No news is, well, no news.

I started meditating again. Also, I pulled out a book from a group years ago, affirmations for adult children of alcoholics, a kind of secular devotional with affirming statements to help heal the damage of a fucked-up childhood. In following it now, I see how much I’ve grown from the person who read the book almost 10 years ago. I also realize it’s because I’ve had several fucked-up years of adulthood to get here.

In one of the bar magazines that I do not ordinarily read because they depress me, I saw that a woman from the group I’d been in accomplished A Big Thing (it’s a small city and it was a confidential group, so that’s all I’ll say) and that made me very happy for her and a tiny bit jealous. Or maybe more than a tiny bit.


 

pH has been a pill. She’s taken to telling me “no” like a three-year-old. She is highly motivated by 1) screen time and 2) sweets, and I am a carrot, not stick, person, but that only works so often and I’m only willing to use it so often.*

During one of her tantrums, I broke down and turned into my mother. “Do you know what I did before I stayed home with you? Do you know what my job was?”

pH: “Um…a teacher?”

Me: “No. I was an attorney. I had clients that I helped and who appreciated my help. I negotiated settlements of [large amounts of money]. I had a real office! And nice clothes and nice shoes and…”

At some point during this, pH burst into tears and ran from the room and I didn’t blame her at all, because I closed the door to my fake office and burst into tears, slid into my usual shame spiral, and let kH smooth things over.

Then I apologized. That’s something my mother never would have done. pH apologized. We hugged and it was better. I read an extra chapter of her book that night.


 

At the zoo yesterday, pH had her picture taken by Japanese tourists while we were hanging out with the penguins. (We are very fond of the Humboldt penguins.) While I do think I have a beautiful child, I’m pretty sure they wouldn’t have taken her picture if she’d taken off her hat and they’d seen the giant suction cup hickeys she put on her forehead.


 

 

Considering all that, and with several sessions with homeschool groups under my belt, I’ve decided I’ll sell the soul I don’t believe in to have a regular legal job and thus money for private school tuition. I mean, I still have the nice clothes. I still have the nice shoes. (I am very good at putting together a timeless wardrobe, thanks.) I’m still a member of the bar in good standing. I still know stuff.

I do miss making a difference in people’s lives. I miss knowing what I was doing was right. Really right! No questions, no angst! Granted, I can count on one hand the number of times clients took the time to say thank you or “I never would have made it through this without you” after the fact. There were plenty of compliments leading up to the conclusion of a case, but generally once a verdict or a settlement was reached, the phone calls were uniformly “Is the check there yet?” every hour on the hour.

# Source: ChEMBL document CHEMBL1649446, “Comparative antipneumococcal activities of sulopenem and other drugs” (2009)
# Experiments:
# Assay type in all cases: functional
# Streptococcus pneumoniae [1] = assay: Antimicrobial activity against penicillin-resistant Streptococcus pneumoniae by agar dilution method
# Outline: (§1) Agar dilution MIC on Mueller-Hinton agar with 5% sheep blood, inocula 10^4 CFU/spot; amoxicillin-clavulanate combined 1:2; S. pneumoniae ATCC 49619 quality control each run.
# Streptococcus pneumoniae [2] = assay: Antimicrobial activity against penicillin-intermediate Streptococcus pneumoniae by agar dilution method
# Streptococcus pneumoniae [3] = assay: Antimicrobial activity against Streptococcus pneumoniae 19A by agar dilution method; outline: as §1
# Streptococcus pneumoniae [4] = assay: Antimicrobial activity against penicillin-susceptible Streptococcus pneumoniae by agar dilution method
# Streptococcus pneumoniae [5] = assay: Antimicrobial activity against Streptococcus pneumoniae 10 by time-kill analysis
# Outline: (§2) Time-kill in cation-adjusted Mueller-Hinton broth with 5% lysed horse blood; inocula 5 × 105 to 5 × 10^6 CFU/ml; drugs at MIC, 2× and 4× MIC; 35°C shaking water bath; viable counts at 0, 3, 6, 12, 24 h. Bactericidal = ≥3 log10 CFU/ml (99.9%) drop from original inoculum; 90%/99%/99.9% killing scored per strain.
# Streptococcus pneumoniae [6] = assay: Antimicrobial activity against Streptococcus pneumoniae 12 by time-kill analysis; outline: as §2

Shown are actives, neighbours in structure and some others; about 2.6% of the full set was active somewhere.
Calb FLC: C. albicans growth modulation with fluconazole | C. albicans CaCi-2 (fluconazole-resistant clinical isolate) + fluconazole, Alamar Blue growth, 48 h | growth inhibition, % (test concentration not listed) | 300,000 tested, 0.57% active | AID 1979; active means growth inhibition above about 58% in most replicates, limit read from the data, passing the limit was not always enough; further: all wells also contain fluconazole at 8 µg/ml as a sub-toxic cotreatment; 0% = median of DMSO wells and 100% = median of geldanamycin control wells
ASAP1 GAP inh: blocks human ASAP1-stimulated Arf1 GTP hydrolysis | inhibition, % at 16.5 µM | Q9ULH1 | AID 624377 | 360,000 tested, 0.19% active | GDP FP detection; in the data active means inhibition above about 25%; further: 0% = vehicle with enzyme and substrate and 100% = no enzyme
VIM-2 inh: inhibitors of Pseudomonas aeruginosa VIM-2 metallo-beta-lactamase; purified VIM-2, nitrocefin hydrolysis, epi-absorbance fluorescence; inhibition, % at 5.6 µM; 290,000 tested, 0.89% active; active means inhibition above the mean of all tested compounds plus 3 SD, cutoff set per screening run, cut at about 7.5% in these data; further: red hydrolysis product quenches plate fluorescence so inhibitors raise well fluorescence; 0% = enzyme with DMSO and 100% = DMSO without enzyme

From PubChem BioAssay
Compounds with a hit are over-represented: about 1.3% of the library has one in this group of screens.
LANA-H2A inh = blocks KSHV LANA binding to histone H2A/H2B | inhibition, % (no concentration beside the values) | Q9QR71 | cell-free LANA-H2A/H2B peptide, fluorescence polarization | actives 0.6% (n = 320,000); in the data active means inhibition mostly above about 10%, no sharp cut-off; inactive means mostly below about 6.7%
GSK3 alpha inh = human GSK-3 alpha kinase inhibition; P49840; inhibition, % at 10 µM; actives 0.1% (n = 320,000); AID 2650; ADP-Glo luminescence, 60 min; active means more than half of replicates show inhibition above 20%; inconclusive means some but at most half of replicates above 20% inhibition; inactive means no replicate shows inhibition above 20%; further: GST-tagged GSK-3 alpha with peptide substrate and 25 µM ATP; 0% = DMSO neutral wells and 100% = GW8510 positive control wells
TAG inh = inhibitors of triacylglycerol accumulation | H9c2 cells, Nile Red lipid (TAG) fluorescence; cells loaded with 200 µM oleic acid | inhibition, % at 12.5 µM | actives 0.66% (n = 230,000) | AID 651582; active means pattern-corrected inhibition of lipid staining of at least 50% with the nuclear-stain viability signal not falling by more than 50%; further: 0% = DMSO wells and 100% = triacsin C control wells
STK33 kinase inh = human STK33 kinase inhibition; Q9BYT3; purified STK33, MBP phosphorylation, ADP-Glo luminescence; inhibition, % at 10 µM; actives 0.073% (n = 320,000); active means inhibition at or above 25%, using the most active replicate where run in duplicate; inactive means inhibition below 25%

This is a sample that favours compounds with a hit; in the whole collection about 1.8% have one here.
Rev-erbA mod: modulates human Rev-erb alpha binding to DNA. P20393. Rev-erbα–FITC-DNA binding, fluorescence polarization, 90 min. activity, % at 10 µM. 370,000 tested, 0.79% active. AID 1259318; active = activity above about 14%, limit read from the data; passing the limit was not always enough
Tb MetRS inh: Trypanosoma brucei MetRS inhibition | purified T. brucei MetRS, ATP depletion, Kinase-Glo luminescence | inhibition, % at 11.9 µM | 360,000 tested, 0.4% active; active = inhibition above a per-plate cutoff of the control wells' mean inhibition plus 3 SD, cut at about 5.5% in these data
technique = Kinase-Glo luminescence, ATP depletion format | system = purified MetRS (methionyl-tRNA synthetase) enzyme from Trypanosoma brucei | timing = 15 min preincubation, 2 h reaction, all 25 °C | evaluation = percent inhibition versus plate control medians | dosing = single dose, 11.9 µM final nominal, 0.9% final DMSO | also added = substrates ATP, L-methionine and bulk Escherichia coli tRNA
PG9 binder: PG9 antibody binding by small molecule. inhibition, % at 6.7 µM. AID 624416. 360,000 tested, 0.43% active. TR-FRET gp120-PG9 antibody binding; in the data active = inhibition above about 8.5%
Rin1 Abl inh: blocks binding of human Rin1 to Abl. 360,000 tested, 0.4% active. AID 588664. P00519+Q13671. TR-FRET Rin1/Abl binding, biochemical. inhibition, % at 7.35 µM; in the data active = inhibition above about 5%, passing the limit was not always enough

Perhaps it’s just human nature: I can count on one hand (two fingers) the writers who took the time to thank me for editing their books. I suppose when someone is telling you to change or delete your little darlings or saying you are wrong on a historical event/convention–and here’s the cite–or that a character is not likable…well, it doesn’t matter how nice you are about saying it, don’t expect gratitude. Admittedly, I was not working with many authors who were accustomed to being edited, but I still hope some of them sit on a fire ant nest. Daily. (One of the two who did say thanks sent an email out of the blue: “I’m sure you get this all the time, but I really appreciate all the work you’ve put into helping me improve my writing.” All the time. Bless his heart.)

Once a law client sent thank you gifts after the conclusion of her case (and she had the check!). They were not the sort of things I would give as gifts, thank you or otherwise or to an attorney or otherwise, and it was pretty clear she didn’t know me very well. But it was sweet.

I had a lot more affirmation when I was working. The ex-boss, a known difficult and explosive personality, complimented my work often. (He was often difficult and explosive, though, too.) Then again, I won a lot of motions I should have lost, the kind where the [name partner in a large insurance defense firm] opposing counsel gives you that look that says, I can’t believe you fucking got away with that. (I might have, and good for the client, but at the end of the day, OC  might as well have been minting money, whereas I was not.)

That is not my life now. My life is getting back to making a seven year old do math problems and then practice the piano, and to sneak my own writing into the interstitial places…and time is wasting.


*Readers a blog or two ago might remember the story of having to get a glass splinter out of a much younger pH’s foot. It involved kH and I laying on top of this child to allow the nurse practitioner to get it. It took about 45 minutes (longer in my memory). The screaming, oh, the screaming. I went to concerts and stood in front of speakers at those concerts without losing so much hearing.

So when she got a splinter yesterday and started to freak out when she saw tweezers, I fetched kH…and then a can of cookie icing (it was almost empty). I gave her the icing, told her she could eat it from the nozzle, and tossed a throw over her so she couldn’t see us working. DUDE. It totally worked. Splinter out in two minutes and no co-pay required.